One of the (very few) advantages of getting on a bit is that you are no longer governed by the incessant demands of your wretched, truculent body. Back in the day, you could be contentedly getting on with your life with a hobby of your choice (let’s say, for argument’s sake, gardening) and the next thing you know, an inappropriate stamen is frantically transmitting lewd signals to the pathetic pink pudding between your ears, which in turn sends an emergency klaxon to the privates which instantly shuts off the master logic valve, leaving you rudderlessly navigating your way to an inevitably messy conclusion. You have no say in this. You are putty in the hands of a force deliberately cooked up by nature to humiliate you at all costs. This will pass, trust me.
You know you’ve come through the cloud layer and are approaching terra firma when you begin to consider options:
“Yes, I could bust a blood vessel in a locked room upstairs in broad daylight at my eldest son’s graduation party, or I could eat my own body weight in artisan cheese, neck a couple of bottles of Waitrose top shelfers and pass out on the sofa as his mates search underneath me for a cab company flyer.”
This, although far from perfect, at least suggests that something is seeping through to the mainframe. But don’t get out of your prams, there’s still a long way to go.
To be fair, it does take a while for the pointless juices your reproductive system will insist on brewing, to simmer down enough for you to make an educated decision over what exactly to do about them. Over-compensation in the alcohol department is statistically a popular choice, as temporary stasis is infinitely preferable to the half-meant apologies one is forced to make the morning after whatever it was you did when you were slavering like a bull. Saga Magazine understands this implicitly, which is why they kindly start sending you a bewildering gadgets catalogue not long after your fiftieth birthday, championing electronic butter dishes and secure solutions to keep your soap dry. By the time you’ve worked out exactly what you’re meant to do with the bloody things, any urges you may once have been slave to in your prime will be long gone. It is a stroke of marketing genius.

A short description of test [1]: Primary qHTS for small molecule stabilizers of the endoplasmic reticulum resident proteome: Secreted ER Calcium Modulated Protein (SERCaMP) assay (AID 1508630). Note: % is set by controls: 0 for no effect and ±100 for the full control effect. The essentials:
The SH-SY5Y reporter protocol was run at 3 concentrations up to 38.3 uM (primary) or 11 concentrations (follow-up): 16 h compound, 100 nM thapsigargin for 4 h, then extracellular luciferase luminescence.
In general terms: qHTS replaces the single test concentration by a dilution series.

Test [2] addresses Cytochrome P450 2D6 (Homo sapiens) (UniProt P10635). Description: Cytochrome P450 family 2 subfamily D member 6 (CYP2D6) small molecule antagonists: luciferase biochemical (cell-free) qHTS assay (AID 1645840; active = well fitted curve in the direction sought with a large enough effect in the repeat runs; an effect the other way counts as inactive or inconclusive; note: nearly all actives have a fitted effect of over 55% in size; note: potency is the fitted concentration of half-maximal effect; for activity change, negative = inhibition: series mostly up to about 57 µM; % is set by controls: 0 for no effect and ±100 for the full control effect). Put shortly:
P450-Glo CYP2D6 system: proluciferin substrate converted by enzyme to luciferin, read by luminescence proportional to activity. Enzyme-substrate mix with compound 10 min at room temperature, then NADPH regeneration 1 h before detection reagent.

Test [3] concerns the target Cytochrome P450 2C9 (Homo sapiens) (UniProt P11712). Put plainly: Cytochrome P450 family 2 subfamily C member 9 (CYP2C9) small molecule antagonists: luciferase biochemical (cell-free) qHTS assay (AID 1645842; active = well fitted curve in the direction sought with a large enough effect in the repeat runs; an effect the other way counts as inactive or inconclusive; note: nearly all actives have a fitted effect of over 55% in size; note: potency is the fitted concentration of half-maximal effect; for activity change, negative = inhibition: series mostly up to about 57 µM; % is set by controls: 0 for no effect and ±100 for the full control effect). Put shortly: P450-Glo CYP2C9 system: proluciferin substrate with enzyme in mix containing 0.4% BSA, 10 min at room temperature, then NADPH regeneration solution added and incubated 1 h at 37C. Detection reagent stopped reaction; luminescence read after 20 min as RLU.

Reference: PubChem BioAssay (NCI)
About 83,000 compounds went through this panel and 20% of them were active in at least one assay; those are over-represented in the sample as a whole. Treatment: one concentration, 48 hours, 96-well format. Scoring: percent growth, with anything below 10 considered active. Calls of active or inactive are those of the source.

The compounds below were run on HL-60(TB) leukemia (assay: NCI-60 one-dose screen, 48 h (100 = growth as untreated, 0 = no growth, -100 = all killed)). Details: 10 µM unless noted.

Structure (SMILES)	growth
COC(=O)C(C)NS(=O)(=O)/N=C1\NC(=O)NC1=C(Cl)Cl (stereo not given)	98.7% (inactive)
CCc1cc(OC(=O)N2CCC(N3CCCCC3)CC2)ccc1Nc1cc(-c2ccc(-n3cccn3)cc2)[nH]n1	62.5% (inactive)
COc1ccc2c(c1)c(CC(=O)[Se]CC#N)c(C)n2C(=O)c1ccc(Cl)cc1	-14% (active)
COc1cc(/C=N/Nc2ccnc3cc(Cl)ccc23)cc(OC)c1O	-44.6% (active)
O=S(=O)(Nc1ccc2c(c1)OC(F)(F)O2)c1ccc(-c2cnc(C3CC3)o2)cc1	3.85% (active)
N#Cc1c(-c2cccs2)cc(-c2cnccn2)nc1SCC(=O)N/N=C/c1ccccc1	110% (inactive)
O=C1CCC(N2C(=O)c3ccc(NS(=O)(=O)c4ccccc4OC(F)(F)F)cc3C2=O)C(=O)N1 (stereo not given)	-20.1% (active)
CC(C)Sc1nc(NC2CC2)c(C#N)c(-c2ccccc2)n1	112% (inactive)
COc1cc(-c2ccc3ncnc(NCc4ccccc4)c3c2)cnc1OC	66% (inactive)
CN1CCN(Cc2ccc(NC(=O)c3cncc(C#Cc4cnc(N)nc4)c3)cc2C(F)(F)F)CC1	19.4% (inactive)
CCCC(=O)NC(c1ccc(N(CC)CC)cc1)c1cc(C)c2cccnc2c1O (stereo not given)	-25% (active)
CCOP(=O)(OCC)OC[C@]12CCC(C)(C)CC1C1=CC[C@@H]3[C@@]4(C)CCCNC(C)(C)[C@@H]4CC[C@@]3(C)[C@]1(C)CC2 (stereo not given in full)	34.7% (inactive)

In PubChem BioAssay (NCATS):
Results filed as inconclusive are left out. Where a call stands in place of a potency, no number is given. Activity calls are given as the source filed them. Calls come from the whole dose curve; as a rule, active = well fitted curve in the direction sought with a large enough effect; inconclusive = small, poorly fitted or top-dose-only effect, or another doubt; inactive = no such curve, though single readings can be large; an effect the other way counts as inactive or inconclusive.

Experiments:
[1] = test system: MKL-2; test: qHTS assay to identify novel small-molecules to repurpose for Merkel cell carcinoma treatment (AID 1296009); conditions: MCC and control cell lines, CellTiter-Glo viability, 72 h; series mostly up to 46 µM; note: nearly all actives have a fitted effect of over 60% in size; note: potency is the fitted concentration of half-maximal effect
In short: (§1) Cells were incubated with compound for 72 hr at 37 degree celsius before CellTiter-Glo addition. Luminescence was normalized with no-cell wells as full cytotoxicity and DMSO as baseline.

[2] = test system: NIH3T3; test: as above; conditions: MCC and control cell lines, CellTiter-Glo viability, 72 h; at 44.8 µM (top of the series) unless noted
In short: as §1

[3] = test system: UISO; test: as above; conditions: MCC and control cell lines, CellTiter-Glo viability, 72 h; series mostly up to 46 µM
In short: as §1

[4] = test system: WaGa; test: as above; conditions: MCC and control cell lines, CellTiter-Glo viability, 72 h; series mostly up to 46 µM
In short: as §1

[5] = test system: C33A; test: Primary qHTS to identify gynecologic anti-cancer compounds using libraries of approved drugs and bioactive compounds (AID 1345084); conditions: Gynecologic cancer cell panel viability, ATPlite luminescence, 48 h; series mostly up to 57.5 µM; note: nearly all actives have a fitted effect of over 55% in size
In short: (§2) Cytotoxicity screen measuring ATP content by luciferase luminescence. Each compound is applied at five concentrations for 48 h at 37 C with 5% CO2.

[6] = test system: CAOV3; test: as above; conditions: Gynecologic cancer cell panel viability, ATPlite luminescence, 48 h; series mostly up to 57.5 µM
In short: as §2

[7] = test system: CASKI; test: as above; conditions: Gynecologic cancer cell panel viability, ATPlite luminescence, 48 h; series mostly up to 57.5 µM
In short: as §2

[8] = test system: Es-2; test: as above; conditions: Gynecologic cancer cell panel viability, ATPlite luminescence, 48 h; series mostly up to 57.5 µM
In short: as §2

Based on the above, my advice to the young people is this: By all means, persevere with that sexting/Tinder/anti-social networking thing you all seem to like. It’s just harmless fun and your body won’t know the difference between this and the real thing. And the salient point is that it serves as a useful segue between the tyranny of sex and liberation thereof you have yet to experience. Cyberfilth is the only working prophylactic you will ever need, protecting you from your revolting selves 24/7. Embrace it. The alternatives are far, far worse.
Oh no! An entire month of alcohol abstention is fresh out of the blocks and let me tell you, gentle reader, it is a far, far worse thing than you can possibly imagine. Makes a swift waterboarding at Guantanamo seem like kindergarten, and the relentlessly brutal assault of everyday reality, once successfully held at bay at evenings and weekends, is now free to scythe down its quarry at will. Why, in God’s name, do people do this to themselves? It is no accident that hops/barley/grapes/junipers etc…are widely available across the planet for our consumption, nor that we have honed the requisite skills over centuries to arrive at todays bountiful plateau of choice. To reject them is tantamount to sticking a finger up at creation, evolution and the education of the soul.
Anyway, never mind that now. I’ve only got 500 words and I’m not going to waste them on semi-literate Zen rhetoric. I do, however, need to get across the barren nature of my pursuit and get you lot back into the Idle Hour. It’s my job. And if anyone emerging from their own month of sobriety is under any doubt whatsoever, remember this:
The initial body response is, to be honest, not all that stringent. In fact, it’s a bit of a novelty. No more night sweats, morning tinkle now the hue & viscosity of elderflower cordial (not Castrol GTX), the twin throb of angry kidneys has backed off a bit and I can make it through an entire episode of Borgen without falling asleep and dribbling. However, that’s about as good as it gets. Suddenly I’m acutely aware of the banality of existence, the inanity of radio comedy, the dirty patches on the stairs I said I’d hoover in November, the fact that nothing works properly, that all the stuff I’ve hoarded my entire life has swollen to gargantuan, suffocating proportions and needs urgent attention (the last time this was an issue I moved house rather than deal with it.)
And then there’s evenings. These little bastards stretch off into the distance like the Yellow Brick Road and now that I’m clean, I feel compelled to fill them by doing something useful. But what? DIY would be utterly fatuous. Cookery? I don’t think so. Tidy my room? Ahem. I opted instead for cleaning New Year mud from my leather Stormtrooper boots in the bathroom sink and succeeded in blocking the U-tube and jamming shut that bullshit style-over-content hinged plug.
You see? Alcohol prevents us doing this kind of nonsense for a very good reason. Because it is UTTERLY POINTLESS, and our time would be far better spent earning the money to pay someone else to do it instead. In fact, the more we drink, the more we can help kick start our ailing economy on many, many levels. So please, do as I say and not as I do. You’ll thank me for it.